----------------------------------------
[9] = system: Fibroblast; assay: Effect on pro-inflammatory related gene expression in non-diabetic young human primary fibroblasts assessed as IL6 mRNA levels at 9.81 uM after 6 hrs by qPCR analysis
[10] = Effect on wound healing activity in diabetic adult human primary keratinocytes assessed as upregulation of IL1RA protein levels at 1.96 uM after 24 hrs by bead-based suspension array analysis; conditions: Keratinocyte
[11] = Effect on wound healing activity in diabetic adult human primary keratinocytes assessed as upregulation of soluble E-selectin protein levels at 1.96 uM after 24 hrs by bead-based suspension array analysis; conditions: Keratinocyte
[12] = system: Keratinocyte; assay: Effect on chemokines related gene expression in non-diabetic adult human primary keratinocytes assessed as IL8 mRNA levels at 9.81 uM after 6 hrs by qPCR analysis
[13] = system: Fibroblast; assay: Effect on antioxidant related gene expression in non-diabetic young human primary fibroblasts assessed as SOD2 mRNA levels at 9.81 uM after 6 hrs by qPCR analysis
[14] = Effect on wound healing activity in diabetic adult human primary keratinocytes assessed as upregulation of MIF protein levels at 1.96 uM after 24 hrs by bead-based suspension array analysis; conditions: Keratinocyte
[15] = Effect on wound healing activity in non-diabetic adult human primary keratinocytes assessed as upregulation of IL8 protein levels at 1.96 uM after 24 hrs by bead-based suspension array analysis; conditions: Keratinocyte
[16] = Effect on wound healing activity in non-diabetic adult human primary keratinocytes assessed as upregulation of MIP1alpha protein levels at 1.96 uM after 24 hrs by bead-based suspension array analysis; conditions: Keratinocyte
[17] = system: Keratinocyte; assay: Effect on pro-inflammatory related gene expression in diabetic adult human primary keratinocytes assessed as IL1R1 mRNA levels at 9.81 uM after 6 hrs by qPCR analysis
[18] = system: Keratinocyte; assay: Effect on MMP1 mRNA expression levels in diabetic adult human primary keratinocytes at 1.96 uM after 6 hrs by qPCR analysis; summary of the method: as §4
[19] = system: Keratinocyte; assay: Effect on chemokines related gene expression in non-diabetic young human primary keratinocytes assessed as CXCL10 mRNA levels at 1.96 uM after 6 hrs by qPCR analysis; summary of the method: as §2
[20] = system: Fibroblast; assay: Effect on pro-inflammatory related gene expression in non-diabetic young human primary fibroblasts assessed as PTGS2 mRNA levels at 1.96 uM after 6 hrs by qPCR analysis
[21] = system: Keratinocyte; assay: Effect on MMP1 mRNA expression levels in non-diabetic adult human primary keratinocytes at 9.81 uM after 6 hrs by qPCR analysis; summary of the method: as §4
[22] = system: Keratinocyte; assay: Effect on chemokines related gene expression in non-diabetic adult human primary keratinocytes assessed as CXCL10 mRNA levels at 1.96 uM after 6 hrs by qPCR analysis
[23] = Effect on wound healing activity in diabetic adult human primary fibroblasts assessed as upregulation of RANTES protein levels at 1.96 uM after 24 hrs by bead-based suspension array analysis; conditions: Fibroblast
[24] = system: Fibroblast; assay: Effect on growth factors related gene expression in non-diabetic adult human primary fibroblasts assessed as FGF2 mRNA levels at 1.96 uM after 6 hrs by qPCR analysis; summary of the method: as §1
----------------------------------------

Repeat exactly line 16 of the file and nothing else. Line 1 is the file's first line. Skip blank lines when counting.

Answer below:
[24] = system: Fibroblast; assay: Effect on growth factors related gene expression in non-diabetic adult human primary fibroblasts assessed as FGF2 mRNA levels at 1.96 uM after 6 hrs by qPCR analysis; summary of the method: as §1